search articles: 

   from the issue of October 27, 2005

Abel-Sandoz duo marks 40 years helping students


"Just smile." Margie Otto tells hungry undergraduates in Abel-Sandoz dining services. "It's a good day."

DINING ASSISTANCE - UNL freshman Ignacio Jiminez eyes breakfast selections as Margie Otto and Harry Tilley, both of Abel-Sandoz Dining Services...
 DINING ASSISTANCE - UNL freshman Ignacio Jiminez eyes breakfast selections as Margie Otto and Harry Tilley, both of Abel-Sandoz Dining Services, offer their assistance. Both Otto and Tilley have worked at the residence hall dining facility for 40 years. Photo by Lisa McEvoy/University Communications.

In fact, it is one of over 10,000 days that Otto and her manager Harry Tilley have worked for University Dining Services. The co-workers - both of whom happened to start their university employment shortly after the opening of the Abel-Sandoz residence hall complex - recently celebrated 40 years at the university. In that time, Otto and Tilley have served nearly half-million meals and seen everything from a change to buffet-style service to a 328-foot sandwich.

Otto was one of the first employees in Abel-Sandoz when the complex opened in 1965. Since, she has mastered vegetable preparation, dishwashing, line setup and beverage service, among many other tasks.

"I've done it all," Otto said.

Otto said making people happy has always been her favorite part of working in Abel-Sandoz.

"I just like everything about this job," said Otto. "I like meeting people and I like the students. I want them to go home to their parents and tell them how good the food was at the university."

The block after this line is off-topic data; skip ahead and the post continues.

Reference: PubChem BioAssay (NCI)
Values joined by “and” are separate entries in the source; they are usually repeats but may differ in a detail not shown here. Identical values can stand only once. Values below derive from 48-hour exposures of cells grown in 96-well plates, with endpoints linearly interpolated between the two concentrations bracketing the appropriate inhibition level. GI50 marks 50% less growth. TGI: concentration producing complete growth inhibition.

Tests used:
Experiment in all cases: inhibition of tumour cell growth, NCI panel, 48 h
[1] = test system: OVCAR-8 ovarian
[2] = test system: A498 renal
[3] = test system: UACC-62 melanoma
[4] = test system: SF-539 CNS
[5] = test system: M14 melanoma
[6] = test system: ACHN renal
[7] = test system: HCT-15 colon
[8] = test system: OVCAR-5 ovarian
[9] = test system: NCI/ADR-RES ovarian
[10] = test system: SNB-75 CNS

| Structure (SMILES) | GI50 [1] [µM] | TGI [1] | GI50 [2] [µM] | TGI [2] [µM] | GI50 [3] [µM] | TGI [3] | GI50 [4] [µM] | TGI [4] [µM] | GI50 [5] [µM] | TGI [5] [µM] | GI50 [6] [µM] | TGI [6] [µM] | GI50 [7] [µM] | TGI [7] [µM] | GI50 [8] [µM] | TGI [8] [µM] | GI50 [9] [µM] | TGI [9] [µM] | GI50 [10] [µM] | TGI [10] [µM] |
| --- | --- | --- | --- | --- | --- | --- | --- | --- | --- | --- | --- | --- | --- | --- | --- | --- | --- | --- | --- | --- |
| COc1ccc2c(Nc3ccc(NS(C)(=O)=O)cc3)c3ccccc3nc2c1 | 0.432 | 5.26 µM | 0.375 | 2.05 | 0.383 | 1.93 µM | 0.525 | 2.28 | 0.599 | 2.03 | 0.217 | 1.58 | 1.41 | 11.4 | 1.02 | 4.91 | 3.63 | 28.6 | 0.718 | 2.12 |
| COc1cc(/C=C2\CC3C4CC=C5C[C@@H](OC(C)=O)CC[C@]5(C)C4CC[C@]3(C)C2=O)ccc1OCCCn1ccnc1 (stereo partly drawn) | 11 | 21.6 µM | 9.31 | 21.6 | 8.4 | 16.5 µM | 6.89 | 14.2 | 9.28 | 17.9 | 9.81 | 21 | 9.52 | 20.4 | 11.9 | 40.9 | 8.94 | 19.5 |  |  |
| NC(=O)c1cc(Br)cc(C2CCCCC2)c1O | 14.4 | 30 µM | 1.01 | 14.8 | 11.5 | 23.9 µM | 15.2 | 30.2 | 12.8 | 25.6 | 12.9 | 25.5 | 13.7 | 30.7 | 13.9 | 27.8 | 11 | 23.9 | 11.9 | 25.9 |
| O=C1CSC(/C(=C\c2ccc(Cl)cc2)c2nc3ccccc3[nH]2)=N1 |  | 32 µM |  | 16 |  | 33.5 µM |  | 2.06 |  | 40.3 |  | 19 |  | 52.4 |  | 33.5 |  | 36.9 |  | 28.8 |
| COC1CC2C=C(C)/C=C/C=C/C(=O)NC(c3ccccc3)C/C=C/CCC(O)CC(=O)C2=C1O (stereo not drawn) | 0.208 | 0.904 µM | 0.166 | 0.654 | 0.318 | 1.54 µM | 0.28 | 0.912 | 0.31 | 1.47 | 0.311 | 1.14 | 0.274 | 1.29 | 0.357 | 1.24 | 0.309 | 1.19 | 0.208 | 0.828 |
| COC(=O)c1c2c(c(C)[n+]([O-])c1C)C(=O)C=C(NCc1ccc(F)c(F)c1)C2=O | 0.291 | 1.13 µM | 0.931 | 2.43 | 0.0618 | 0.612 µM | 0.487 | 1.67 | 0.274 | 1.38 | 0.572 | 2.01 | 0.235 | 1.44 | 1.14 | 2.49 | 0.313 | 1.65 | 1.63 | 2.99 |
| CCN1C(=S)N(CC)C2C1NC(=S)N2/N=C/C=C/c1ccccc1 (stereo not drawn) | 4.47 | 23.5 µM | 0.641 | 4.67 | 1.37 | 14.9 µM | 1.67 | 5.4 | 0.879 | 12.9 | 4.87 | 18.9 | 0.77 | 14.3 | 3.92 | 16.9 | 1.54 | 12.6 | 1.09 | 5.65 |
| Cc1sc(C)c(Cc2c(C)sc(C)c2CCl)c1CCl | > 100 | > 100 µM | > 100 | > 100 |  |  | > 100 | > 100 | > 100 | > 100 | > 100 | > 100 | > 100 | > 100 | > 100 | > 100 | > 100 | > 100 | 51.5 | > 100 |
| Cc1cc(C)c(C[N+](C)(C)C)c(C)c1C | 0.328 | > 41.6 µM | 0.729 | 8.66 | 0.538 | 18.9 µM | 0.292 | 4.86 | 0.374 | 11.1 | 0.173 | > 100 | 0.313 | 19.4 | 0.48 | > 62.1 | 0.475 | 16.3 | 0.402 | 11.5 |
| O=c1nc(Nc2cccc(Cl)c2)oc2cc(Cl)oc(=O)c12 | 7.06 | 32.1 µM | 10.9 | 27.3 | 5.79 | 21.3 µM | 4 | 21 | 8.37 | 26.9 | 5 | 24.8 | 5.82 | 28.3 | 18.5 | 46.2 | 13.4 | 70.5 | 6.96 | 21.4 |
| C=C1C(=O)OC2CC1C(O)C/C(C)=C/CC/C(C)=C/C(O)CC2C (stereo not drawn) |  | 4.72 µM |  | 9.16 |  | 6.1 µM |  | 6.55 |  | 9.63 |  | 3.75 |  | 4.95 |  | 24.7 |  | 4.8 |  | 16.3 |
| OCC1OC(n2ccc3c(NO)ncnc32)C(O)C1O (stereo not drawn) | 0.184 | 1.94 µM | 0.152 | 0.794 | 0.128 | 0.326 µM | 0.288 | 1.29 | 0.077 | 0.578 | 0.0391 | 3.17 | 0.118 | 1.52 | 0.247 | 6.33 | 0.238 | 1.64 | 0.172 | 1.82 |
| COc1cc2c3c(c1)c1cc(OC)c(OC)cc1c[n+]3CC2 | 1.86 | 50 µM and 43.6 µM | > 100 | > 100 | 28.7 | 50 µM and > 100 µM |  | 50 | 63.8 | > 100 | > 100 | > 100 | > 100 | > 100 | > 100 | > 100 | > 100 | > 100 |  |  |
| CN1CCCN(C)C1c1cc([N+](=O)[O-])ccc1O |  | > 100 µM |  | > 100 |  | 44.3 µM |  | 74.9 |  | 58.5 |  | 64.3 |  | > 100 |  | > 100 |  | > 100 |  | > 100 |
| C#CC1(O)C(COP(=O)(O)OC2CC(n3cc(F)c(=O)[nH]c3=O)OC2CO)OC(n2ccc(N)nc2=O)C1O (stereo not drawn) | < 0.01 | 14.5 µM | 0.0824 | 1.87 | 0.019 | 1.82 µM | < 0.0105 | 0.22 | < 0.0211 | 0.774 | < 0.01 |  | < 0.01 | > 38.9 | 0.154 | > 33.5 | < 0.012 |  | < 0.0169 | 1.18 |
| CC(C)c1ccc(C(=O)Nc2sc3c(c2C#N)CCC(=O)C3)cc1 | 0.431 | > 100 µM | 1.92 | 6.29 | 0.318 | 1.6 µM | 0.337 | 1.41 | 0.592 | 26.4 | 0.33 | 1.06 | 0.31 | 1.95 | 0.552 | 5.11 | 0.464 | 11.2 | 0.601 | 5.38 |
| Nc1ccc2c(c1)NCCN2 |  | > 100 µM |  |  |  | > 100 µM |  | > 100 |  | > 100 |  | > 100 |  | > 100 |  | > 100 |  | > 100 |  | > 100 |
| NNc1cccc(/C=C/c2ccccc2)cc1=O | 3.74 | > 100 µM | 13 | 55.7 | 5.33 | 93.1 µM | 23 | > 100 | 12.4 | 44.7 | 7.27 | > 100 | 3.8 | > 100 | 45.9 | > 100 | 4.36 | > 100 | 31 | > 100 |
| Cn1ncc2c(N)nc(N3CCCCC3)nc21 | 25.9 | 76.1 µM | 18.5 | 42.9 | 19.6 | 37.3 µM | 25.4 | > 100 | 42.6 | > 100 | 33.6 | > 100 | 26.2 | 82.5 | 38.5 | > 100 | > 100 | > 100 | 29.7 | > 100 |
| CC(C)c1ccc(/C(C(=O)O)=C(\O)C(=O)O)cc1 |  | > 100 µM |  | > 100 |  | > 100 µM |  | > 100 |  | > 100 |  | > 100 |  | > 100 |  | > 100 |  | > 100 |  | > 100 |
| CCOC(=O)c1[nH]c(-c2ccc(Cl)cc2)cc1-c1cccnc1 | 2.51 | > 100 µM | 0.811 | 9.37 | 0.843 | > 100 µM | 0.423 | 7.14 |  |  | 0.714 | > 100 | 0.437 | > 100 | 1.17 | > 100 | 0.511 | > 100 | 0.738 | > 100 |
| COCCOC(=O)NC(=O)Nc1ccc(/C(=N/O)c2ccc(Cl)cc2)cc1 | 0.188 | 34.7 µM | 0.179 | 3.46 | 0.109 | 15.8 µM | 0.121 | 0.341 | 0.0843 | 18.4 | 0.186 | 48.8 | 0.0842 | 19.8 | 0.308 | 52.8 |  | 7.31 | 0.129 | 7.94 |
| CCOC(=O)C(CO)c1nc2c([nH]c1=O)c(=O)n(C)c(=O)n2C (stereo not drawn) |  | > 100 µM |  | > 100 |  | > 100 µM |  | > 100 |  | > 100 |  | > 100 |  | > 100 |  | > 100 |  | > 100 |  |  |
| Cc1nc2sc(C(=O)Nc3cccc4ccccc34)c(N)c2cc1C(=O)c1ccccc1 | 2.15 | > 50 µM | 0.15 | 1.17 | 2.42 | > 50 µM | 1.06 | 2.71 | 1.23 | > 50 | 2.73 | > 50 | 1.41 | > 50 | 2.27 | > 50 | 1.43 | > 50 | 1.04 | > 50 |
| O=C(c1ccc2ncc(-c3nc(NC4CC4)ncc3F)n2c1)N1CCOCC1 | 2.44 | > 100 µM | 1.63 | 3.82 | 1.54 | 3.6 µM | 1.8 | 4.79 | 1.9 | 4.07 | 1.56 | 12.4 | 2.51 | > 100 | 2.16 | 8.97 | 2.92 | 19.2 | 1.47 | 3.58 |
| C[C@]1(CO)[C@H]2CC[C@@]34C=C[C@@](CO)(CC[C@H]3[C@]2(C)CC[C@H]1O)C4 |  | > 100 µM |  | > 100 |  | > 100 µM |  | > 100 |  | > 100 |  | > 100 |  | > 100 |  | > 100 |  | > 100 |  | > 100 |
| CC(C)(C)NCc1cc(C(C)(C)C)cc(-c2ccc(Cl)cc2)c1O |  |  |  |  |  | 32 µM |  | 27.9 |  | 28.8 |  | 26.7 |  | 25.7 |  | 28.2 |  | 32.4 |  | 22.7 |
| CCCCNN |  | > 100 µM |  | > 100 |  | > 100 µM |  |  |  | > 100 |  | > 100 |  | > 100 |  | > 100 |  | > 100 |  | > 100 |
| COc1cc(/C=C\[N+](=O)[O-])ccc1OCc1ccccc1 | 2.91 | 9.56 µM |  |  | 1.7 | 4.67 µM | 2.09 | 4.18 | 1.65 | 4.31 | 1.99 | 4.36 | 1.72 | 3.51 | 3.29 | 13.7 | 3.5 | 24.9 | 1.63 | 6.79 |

She seems to be doing well.

"I make it to breakfast when I can," said Ignacio Jimenez, a freshman biochemistry major. "It's always very good. Margie is a very nice woman."

Otto is a native of Beatrice, but moved to Lincoln after receiving the position of Food Tech II.

Tilley graduated from UNL with a bachelor of arts degree in 1969 and a master's degree in 1974. He and his wife, Mary, are both employed by the university and their children have all come to UNL. Tilley's youngest is a freshman and a resident of Abel Hall, which allows dad to make sure she's eating well each day.

Over the years, Tilley and Otto have aided many food service innovations. They not only offer standard meal service, but also cater several campus events including holiday dinners and student gatherings at the homes of UNL administrators.

Tilley said Abel-Sandoz dining serivices tries to keep things exciting for students, offering outdoor picnics, theme dinners, stir -fry station, burrito bar, and a sandwich shop. One of Tilley's most memorable projects was that sandwich prepared as a special Abel-Sandoz dinner.

"We're always trying to cater to the needs of our customers, which of course are the students." Tilley said. "We get a whole new group in about every three years and their needs and wants are always changing. We do our best to make them happy."

Tilley also designs menus for groups visiting Abel-Sandoz during the summer months. He said this involves about 85 new recipes that are not incorporated during the regular school year.

He has also organized a program to educate students about making responsible nutritional choices. Posters are displayed throughout the dining area with facts and tips on staying healthy and eating a balanced diet. Tilley says he makes sure to have healthy dining choices available at each meal.

After 40 years at UNL, Tilley said too there is no place he would rather work.

"I've stayed here because I love the university and the city of Lincoln," said Tilley. "Other offers have just not been enough to pull me away."

For Otto, UNL has become a home.

"I just can't imagine being any place else," Otto said. "I love it here."



Coliseum serves lunch hour tradition
Energy savings plan put into motion on campus
UNL begins new tack in accreditation
War, ethics philosopher presents Kripke lecture
Abel-Sandoz duo marks 40 years helping students
Gilded bacteria used in bioelectronic device
Math Day to attract students from across the Cornhusker state
Probe into superhero physics draws over 100